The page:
Weather Wednesday — Hurricane Season Outlook

Tropical Storm Ana earlier this month aside, June 1st marks the beginning of the “official” Atlantic Hurricane season. So what can we expect this year? Exact predictions are always iffy, but noted expert Dr. William Gray and his colleague Philip Klotzbach, both of Colorado State University, predict 7 named storms, three hurricanes and one major hurricane. If true, this would be one of the quietest hurricane seasons in the last 60-years. The long term average is for 12 named storms, six hurricanes and two major hurricanes. Some recent years have seen in excess of 20 named storms.

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NOAA

Why the smaller numbers? One factor is the development of a strong El Nino in the equatorial Pacific Ocean. Historically, El Nino years have fewer hurricanes along with other effects. The Weather Channel has created a nice page and video explaining this.

It is extremely important to note, however, that it only takes one major landfalling hurricane to cause vast damage and many casualties. Just because the long range hurricane forecast seems to be encouraging, we’re not out of the woods.

Hurricane-Sandy-stormsurgediagramIn preparation for the 2015 hurricane season, the National Hurricane Center is unveiling a new system of communicating storm surge threats and vulnerabilities. As has been seen over and over, some of the most devastating damage from hurricanes is not always from strong winds but from storm surge, the wall of water that is pushed out in advance of the center of the hurricane.

20121106-hurricane-sandy-new-jersey-shore.jpg.662x0_q100_crop-scale Hurricane Sandy is one of the more recent demonstrations of this mighty force.

This week, May 24-30, is national Hurricane Preparedness Week.  For those of you who have a role educating others about hurricanes here’s a link to FEMA’s toolkit.   And here is material from the National Hurricane Center/NOAA.

 

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National Dam Safety Awareness Day is May 31st. That date is the anniversary of the failure of the South Fork Dam which resulted in the infamous Johnstown (PA) flood. More than 2,200 lives were lost in what is considered the worst dam failure in the history of the United States according to FEMA.

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Missouri Institute of Science and Technology

The National Dam Safety Program is led by FEMA and a partnership of states, federal agencies and other stakeholders. Dams are part of an aging infrastructure and continued attention is vital in averting future catastrophic failures.

Weather Wednesday — The Week That Was

It’s been an eventful week on the weather front, so let’s highlight a few points.

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-Damage near Van, TX — KSFY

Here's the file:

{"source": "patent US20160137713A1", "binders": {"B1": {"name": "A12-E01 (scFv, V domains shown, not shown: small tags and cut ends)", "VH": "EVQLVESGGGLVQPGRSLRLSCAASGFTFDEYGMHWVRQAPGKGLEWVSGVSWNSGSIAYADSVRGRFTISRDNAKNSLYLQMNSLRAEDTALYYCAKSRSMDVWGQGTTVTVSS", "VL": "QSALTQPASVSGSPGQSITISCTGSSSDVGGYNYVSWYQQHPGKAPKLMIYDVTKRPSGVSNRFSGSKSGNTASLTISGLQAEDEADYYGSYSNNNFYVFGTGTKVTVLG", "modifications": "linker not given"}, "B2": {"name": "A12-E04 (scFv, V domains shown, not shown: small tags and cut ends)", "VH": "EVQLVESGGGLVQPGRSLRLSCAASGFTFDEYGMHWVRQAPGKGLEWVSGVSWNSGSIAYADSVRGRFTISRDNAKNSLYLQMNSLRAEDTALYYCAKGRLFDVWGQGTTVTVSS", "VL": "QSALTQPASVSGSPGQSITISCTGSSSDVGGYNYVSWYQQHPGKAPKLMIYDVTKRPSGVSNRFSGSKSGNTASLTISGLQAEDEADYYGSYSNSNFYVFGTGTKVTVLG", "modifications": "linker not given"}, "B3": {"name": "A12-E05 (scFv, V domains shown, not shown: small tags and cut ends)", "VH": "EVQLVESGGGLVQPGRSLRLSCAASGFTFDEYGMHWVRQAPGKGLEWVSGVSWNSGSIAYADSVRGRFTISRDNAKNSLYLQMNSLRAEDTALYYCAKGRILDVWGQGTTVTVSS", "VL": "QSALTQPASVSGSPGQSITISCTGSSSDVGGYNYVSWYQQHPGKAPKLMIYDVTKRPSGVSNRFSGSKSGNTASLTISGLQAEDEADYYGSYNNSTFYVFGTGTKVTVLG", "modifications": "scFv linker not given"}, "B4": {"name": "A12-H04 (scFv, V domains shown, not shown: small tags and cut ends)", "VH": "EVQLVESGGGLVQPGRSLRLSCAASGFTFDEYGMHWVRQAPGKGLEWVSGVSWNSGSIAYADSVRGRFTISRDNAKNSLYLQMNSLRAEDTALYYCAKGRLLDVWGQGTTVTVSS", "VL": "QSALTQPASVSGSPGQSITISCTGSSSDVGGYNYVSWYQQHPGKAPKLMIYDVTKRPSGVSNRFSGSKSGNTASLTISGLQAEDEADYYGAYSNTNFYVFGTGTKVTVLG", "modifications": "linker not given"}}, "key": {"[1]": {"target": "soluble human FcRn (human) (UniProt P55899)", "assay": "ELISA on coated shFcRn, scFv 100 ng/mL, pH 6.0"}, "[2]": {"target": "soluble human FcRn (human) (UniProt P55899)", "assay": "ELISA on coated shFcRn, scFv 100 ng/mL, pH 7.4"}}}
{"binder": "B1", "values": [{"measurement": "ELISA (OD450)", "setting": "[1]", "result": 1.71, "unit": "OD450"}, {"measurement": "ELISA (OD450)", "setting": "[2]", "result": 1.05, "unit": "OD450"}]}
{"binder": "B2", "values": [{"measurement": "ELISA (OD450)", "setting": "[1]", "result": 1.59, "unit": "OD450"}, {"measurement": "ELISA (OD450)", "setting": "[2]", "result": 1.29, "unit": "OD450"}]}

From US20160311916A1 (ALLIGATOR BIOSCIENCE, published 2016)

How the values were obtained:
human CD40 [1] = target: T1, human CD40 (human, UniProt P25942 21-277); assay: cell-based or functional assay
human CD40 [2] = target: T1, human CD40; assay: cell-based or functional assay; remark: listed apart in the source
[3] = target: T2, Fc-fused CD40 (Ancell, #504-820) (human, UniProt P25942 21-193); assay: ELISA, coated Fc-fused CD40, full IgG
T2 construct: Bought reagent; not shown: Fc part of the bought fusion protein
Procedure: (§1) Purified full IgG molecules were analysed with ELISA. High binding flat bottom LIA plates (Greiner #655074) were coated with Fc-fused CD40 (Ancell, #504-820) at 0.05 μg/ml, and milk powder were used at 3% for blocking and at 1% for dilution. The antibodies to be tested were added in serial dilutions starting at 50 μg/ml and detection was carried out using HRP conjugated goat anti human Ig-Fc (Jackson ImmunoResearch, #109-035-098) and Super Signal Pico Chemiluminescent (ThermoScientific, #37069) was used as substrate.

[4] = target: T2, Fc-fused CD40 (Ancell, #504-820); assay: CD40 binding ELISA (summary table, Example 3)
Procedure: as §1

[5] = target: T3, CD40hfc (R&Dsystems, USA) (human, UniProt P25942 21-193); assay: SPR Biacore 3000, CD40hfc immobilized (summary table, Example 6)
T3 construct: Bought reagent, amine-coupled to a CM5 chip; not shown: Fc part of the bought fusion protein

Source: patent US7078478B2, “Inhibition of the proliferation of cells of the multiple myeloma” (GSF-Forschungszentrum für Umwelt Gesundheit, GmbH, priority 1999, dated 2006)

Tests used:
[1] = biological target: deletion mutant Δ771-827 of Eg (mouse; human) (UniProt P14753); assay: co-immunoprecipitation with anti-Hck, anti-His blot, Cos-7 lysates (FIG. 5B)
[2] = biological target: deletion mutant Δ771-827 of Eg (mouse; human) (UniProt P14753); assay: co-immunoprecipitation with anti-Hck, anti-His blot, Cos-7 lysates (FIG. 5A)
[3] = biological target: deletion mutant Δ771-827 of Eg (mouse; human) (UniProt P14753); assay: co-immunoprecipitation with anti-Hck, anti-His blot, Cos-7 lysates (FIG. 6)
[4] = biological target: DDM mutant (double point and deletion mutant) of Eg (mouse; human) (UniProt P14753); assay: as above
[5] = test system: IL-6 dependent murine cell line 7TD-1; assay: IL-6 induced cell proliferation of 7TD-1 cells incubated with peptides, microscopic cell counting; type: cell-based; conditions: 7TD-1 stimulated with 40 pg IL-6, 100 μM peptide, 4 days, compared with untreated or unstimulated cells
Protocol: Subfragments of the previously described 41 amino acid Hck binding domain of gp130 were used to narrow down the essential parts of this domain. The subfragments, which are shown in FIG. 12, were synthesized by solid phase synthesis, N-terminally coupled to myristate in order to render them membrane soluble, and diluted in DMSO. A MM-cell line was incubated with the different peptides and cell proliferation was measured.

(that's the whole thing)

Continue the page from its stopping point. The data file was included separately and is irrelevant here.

What started out as a very quiet first quarter of the year as regards the number of tornadoes has become much more active since mid-April. There have been several widespread, damaging and deadly outbreaks, especially over the last ten days or so.

The organization U.S. Tornadoes has begun to compile a rolling list of the highest incidence of tornadoes in 2015. One can see that May is headed toward reversing the early year trend of below normal activity.

storm-thumb-051015In addition, the storms over the past weekend (May 9 and 10) included extremely high rainfall rates in some areas which led to flash flooding and necessitated swift water rescues. Some of the rescues were broadcast live by television stations in Dallas and retransmitted to the entire country via The Weather Channel.

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— NWS

And if that wasn’t enough, a late season snowstorm on the same weekend buried parts of the Rocky Mountains into the Dakotas. The heavy, wet snow damaged buildings and had to be shoveled out of Coors Field before the Colorado Rockies could host their Sunday afternoon game against the Los Angeles Dodgers.

tropical-storm-anaAnd to top it all off, Tropical Storm Ana, brought gusty winds and copious amounts of rain to the Southeast.

Weather Wednesday – May through July Outlook

The Climate Prediction Center recently issued its 90-day outlook for temperature and precipitation for the U.S. It also updated the drought monitor tool.

off01_tempIn general the outlook calls for the next three months to feature above normal temperatures in the western third of the country and in the far southeastern states. Alaska and the Pacific Northwest will also be warmer than usual. Below normal temperatures are confined to much of Texas and areas of adjoining states. Most of the country will see an equal chance for above or below normal temperatures.

 

off01_prcpMuch of the nation may experience above normal precipitation from the southeast through the gulf states to the western plains and Rockies along with a good portion of Alaska. The above normal rainfall may bring drought relief to Texas and the four corners area. The Great Lakes states will see below normal precipitation and the potential of a developing drought. Lake levels and fire danger may be impacted.

 

drought 90The drought monitor shows little change in the near term for the hardest hit areas of the west, parts of Texas, and parts of the Dakotas, Minnesota and Wisconsin. Over the 90 day period of the outlook, the drought may ease in Texas and areas northwest of there. However, drought conditions may expand in the Great Lakes. Unfortunately, little or no relief is seen for California.  Just this week water use restrictions of from 8% to 36% were enacted for some municipalities.

Late breaking news.  Tornadoes in Germany!

There was a fairly broad outbreak of severe weather including tornadoes in Germany on Tuesday, May 5.  Here’s coverage from the British newspaper, The Guardian.